n May at the Aegean Free Zone, or ESBASŞ, in Gaziemir, Turkey, a day before the groundbreaking for the $200-million Kale Pratt & Whitney joint venture aerospace plant, diesel engine and filtration giant Cummins held its own celebration for a $70-million filtration and components plant. The back-to-back ceremonies reinforced U.S.-Turkish business and military connections. For Cummins, the project was just one of several to take place in special economic zones.
"We have very ambitious plans for manufacturing in Turkey," said Anant Talaulicar, Cummins vice president, president of the components business and managing director of Tata Cummins Ltd. "This is only the beginning."
The project's first stage will involve the manufacture of air and oil filters. The next stage will feature the manufacture of alternators. Talaulicar said it was an example of the company's megasite concept, involving multiple factories to be built over a period of time, oriented toward different technologies.
A similar, but larger, concept is under way in India, where Cummins in January inaugurated its megasite and launched the development of three different plants on a 300-acre (121-hectare) site in Phaltan, Maharashtra. Half of the acreage is set up as a Domestic Tariff Area and the other half as a Special Economic Zone for exports. The first three plants that were launched were the second manufacturing facility of Tata Cummins Limited producing engines for commercial vehicles, power generation and industrial markets; an engine rebuild center; and a reconditioning facility for remanufacturing engines and components. The projects follow on MOUs signed in 2008. The model of co-locating and operating from a single campus will offer significant synergies to the Cummins companies, besides reducing cost of operation owing to economies of scale.
"We have significantly and profitably grown our businesses in India over the last few years and we expect this positive trend to continue in future," said Talaulicar on that occasion. "The expansions will cater to the increasing market demands and ensure that we continue to serve our customers well. The project will continue to generate significant employment opportunities for locals, and help develop ancillary industries in the Phaltan-Baramati area. Consistent with our core values, we are working closely with the local community to develop skilled work force by sponsoring the local ITI [industrial training institute], forming relationships with the colleges in Baramati and adopting nearby villages. We are working with the Government to develop the infrastructure to sustain industrial growth in and around Phaltan and I am delighted to say that we have received great support in these efforts."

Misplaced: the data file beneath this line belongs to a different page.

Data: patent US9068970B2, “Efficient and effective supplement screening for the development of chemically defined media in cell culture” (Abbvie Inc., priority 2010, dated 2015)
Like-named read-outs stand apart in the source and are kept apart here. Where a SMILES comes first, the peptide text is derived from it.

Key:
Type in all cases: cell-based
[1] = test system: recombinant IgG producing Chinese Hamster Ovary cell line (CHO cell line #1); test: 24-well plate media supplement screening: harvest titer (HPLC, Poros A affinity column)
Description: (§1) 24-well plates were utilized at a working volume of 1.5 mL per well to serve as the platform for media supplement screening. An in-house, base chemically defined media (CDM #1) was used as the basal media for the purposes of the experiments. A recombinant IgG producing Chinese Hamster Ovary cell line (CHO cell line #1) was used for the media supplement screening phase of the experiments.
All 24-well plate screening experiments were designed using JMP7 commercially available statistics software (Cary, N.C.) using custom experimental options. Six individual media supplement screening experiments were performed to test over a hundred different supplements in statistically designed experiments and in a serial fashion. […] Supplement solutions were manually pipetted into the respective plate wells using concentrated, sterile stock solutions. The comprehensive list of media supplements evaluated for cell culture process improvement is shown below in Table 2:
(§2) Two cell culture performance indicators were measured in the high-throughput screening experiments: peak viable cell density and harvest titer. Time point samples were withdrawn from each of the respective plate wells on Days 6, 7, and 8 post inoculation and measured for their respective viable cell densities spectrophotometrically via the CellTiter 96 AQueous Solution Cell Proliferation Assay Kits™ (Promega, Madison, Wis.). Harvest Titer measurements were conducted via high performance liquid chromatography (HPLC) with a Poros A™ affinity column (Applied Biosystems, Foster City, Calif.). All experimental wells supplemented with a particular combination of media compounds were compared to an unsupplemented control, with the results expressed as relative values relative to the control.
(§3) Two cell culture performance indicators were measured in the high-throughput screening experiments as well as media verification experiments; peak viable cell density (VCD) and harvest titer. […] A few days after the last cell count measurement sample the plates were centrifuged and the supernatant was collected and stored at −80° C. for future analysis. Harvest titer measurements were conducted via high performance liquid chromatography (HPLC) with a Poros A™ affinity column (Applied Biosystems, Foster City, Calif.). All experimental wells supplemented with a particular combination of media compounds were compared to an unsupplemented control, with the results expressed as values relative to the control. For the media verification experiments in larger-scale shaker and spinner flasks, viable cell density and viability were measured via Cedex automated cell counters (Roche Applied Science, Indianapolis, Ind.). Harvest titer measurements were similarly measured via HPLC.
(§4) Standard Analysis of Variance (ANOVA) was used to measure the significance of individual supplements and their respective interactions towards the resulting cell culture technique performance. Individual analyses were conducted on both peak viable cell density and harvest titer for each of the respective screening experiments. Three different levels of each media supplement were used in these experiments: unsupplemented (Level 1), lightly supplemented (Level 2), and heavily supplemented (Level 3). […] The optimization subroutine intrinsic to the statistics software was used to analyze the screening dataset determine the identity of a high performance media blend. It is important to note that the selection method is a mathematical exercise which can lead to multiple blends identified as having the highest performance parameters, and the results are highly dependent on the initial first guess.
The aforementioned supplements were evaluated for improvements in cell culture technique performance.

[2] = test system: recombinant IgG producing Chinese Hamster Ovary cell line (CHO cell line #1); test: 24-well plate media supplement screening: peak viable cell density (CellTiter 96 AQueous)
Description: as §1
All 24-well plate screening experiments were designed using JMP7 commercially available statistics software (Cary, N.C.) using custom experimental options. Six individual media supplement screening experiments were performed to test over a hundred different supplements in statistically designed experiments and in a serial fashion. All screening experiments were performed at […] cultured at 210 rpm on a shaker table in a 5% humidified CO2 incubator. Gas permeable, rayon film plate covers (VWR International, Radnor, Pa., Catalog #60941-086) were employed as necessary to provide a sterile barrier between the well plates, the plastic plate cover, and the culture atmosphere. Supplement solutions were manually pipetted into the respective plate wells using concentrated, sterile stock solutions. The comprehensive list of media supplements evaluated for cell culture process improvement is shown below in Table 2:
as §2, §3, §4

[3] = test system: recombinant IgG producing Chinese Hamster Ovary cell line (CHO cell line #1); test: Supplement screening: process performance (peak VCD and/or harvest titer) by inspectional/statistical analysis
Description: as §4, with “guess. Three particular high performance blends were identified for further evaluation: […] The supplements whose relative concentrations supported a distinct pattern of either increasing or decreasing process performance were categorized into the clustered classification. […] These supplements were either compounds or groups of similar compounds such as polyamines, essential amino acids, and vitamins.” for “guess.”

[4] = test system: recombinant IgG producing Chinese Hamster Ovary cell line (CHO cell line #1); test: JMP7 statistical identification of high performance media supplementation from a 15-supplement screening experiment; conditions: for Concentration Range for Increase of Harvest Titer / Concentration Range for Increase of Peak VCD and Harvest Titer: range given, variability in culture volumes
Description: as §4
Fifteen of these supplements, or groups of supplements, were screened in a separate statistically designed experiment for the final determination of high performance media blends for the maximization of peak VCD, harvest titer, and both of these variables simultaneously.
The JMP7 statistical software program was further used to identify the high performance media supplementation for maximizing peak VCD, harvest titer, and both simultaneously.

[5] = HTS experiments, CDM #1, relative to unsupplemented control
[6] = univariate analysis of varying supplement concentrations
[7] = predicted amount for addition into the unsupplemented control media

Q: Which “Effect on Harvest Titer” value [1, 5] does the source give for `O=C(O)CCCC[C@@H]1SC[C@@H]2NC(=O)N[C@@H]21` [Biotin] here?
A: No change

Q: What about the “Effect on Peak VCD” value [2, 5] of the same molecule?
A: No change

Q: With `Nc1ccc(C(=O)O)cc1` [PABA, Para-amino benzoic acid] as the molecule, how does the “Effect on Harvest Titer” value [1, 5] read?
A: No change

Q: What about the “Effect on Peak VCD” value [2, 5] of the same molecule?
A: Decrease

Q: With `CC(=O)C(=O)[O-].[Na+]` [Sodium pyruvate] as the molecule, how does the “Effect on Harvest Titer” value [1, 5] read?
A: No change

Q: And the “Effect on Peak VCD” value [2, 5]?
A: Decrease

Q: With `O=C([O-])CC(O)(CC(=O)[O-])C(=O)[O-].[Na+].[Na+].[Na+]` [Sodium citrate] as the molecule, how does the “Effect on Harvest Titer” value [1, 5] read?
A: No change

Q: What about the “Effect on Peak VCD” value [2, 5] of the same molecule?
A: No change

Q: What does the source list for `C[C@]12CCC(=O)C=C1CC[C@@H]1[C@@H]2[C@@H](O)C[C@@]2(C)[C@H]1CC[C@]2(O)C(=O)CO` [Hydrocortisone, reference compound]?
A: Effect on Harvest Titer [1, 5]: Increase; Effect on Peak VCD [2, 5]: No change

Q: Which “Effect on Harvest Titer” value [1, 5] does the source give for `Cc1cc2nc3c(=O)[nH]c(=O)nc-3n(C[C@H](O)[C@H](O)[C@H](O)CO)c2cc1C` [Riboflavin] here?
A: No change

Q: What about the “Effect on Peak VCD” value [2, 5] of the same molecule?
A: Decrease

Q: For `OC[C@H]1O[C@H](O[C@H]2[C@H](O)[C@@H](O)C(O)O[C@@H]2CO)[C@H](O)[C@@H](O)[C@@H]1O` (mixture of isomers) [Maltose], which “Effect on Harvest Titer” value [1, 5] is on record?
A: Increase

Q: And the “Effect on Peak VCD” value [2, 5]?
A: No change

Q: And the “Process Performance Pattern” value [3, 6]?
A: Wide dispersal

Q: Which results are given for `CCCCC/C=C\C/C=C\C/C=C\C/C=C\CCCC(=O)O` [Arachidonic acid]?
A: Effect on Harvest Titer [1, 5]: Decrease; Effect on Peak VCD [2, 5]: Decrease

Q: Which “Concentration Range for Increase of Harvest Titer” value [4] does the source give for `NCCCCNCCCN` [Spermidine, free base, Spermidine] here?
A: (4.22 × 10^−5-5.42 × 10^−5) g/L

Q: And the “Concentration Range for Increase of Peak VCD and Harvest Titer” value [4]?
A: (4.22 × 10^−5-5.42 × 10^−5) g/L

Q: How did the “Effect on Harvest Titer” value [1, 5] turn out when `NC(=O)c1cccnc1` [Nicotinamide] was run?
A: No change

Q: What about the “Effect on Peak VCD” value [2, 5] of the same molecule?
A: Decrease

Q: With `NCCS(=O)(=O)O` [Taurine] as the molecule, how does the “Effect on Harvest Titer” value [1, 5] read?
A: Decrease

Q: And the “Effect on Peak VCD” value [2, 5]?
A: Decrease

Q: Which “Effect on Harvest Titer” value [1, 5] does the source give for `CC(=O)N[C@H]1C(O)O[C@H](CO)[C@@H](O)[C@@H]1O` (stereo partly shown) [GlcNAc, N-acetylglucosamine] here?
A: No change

A fourth facility — a parts distribution center — opened in August, when the company also broke ground on a fifth facility, an industrial engine upfit center. Total investments at the megasite have reached $100 million. Cummins anticipates investing a total of $400 million over the next few years.
The full list of SEZs in India, available on the website of the national government's Ministry of Commerce & Industry, features 143 operational zones. As documented in these pages in Sept. 2010 and Sept. 2011, most of these are devoted to IT and outsourcing services. But many also targeting such industry sectors as pharmaceuticals, electronics, aerospace and food processing.
The full list of SEZs formally approved by the national government since a 2005 policy directive features 582 zones. Those approved in principle number 42. Andhra Pradesh and Maharashtra lead the nation in overall number of zones, followed by Tamil Nadu, Karnataka, Haryana and Gujarat.
Back in the United States, Cummins' attraction to zones is taking the form of special-purpose subzone status granted by the U.S. Foreign Trade Zones Board in December 2010 to the company's engine component warehouse and distribution facility located in FTZ #77 in Memphis. Meanwhile, it continues to find its home state of Indiana one big zone, with an expansion at its engine plant in Seymour and plans to add up to 600 new jobs in its headquarters town of Columbus.
— Adam Bruns
ll you need to do is look at a map to get a handle on why West Memphis, Ark. makes strategic sense for any business relying on ready access to distribution channels. With I-55 and I-40 criss-crossing the city, any site in West Memphis is only minutes away from the third busiest section of interstate in the United States for truck traffic. And its central location makes it just a two-day truck drive to 75 percent of America's population centers, as well as Canada and Mexico.
But West Memphis is much more than a spot on a map. The city can offer a list of perks for business and industry nearly as long as the Mississippi River on which it sits — and near the top of the list are multiple business parks, a strategically located port and an invaluable Foreign Trade Zone designation.
West Memphis has four business parks, all within sight of interstates 40 and 55: Import Park, Mid-America Park, J.W. Rich Park and Interstate Commerce Park. All four have full utility access, all have an Insurance Services Office (ISO) fire rating of 2, and all are minutes from the Union Pacific Intermodal Yard.
The UP Intermodal Yard handles over 600,000 containers a year, 65% of which come from the Pacific Rim via the Ports of Los Angeles and Long Beach. That first glance at the map may not tell you that West Memphis has access to five class-one railroads and is the only location on the south Mississippi River with two mainline rail-bridge crossings.
Mid-America Park provides a dual electrical feed and fiber optic capabilities. And if all that weren't enough, Interstate Commerce Park is a designated Foreign Trade Zone and the other three are eligible as sub-zones.
Foreign Trade Zone
City officials applied for the Foreign Trade Zone (FTZ) designation in 2007 and the FTZ status for Interstate Commerce Park was granted in 2008. Developed by Industrial Developments International (IDI), the 340-acre site that makes up FTZ #273 already has one pad-ready site of 453,600 square feet, which can be expanded to accommodate a facility of up to 900,000 square feet.